45-year-old activist working for the group, Globalise Resistance,
following a request under the data protection act.
He obtained his file from the database which shows that police
identified his presence at 27 demonstrations for causes such as
anti-racism, opposition to the Iraq War and climate change between 2006
and 2011. One entry records how "Globalise Resistance had a campaigns
stall at the Glastonbury Festival" in 2009 and that "this stall was
selling political publications and merchandise of a XLW anti-capitalist
Police had established that it was Taylor who gained approval from the
festival organisers to set up the stall.
Taylor said: "I can't understand what use information about what I did
at Glastonbury has for the Metropolitan police.
"If they need to know the plans and schemes of anti-capitalists, the
worst place to look is Glastonbury as we were rarely in a fit state to
plan the downfall of a parish council let alone the world financial
system as we know it."
The Green Fields, described by Glastonbury organisers as encapsulating
the "spirits and ideals" of the original festival, is home each year to
an eclectic mix of activities including environmental initiatives,
tipis, massages and solar-powered marquees. Taylor, has a conviction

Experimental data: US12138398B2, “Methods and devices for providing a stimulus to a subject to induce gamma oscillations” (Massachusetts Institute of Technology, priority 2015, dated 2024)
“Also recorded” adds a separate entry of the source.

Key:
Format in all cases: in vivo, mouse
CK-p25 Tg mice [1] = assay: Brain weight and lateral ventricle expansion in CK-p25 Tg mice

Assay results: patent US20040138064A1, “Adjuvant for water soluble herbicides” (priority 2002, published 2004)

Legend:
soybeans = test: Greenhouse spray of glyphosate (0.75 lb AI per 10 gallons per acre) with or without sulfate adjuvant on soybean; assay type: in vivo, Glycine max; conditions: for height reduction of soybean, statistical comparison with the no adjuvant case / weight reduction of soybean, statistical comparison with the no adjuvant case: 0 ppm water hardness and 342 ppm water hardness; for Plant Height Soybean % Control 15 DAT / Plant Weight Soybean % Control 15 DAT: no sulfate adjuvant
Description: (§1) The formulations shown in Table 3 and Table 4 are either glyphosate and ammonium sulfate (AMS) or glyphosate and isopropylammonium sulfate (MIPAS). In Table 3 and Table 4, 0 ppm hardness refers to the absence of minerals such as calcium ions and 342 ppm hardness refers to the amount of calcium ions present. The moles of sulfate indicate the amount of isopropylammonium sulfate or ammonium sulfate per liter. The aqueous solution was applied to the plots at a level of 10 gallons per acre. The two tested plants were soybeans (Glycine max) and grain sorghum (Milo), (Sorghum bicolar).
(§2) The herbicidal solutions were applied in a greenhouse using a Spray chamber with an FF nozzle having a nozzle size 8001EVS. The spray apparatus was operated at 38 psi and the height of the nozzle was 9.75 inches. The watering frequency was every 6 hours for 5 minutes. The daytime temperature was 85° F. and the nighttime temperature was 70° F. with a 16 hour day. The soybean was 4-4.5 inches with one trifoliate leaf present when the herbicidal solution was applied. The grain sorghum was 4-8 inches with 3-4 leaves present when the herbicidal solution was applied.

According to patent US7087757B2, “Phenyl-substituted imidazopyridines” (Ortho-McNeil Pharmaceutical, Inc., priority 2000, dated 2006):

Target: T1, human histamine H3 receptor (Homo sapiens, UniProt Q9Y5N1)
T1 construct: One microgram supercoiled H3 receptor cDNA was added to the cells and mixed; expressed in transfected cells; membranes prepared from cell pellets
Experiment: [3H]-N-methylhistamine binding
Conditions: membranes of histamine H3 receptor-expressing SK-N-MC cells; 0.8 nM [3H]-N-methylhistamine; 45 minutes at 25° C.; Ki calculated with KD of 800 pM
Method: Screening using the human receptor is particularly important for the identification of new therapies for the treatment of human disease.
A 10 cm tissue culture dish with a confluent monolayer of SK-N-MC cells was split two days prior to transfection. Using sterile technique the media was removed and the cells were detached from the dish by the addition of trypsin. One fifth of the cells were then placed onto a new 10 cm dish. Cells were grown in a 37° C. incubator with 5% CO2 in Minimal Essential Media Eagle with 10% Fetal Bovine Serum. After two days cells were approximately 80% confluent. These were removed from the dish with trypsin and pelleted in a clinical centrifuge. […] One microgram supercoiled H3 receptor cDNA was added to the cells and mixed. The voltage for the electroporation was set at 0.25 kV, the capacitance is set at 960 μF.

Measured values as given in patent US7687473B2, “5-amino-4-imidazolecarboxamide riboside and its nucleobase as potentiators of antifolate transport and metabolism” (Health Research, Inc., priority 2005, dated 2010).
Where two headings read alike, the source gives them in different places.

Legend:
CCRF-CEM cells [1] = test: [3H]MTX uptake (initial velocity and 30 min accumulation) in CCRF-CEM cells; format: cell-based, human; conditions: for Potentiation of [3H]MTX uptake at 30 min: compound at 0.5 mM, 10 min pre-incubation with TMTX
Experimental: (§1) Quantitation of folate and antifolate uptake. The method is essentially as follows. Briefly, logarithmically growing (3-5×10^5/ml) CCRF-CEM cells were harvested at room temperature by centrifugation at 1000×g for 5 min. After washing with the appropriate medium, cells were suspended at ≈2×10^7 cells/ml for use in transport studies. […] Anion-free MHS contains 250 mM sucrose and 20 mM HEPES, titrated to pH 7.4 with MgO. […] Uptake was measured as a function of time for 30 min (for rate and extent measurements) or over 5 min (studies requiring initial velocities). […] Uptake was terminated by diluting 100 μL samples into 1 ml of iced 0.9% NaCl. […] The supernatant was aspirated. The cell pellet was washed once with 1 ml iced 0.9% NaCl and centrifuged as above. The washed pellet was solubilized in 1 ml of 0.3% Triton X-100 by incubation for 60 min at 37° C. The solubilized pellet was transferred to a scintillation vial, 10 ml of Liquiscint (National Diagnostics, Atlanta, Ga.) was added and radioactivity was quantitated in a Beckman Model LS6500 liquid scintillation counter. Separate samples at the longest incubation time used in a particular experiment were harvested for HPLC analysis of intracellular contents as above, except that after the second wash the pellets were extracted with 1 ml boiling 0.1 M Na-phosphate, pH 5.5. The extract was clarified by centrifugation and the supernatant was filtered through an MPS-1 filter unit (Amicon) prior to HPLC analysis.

dating from 1991 for spray-painting anti-war slogans, is one of
thousands of campaigners whose political activities have been recorded
covertly on the database since 1999 and shared with police forces across
The database, currently run by the Metropolitan police, contains
information from undercover officers, informants in protest groups,
covert intercepts and reports of demonstrations from uniformed officers.
Another activist on the database is John Catt, an 87-year-old campaigner
with no criminal record. Police recorded how he attended more than 55
demonstrations over a four-year period, detailing how he brought along
his sketchpad and made drawings of protests.
The Metropolitan police said it was not prepared to "discuss individual
cases nor the provenance of information held on police databases".
A spokesman added: "The Management of Police Information (MOPI)
statutory code of practice provides a clear framework for the collation
and retention of information for policing purposes. The National
Domestic Extremism Unit (NDEU) database is maintained according to this
code of practice.
"The retention and collation of intelligence reports – carried out in
accordance with the appropriate statutory codes of practice – is vital
enabling us to fulfil our obligations of protecting life and property,
preserving order, preventing the commission of offences, and bringing
offenders to justice".
He said this "important principle" was upheld when the high court
recently dismissed an application by Catt to have his file deleted from
Last year, Newsnight reported that Wellings's real role was revealed
following a blunder. He inadvertently phoned a campaigner from the
Global Resistance group on his mobile phone while analysing photographs
of protesters with a police officer at a police station.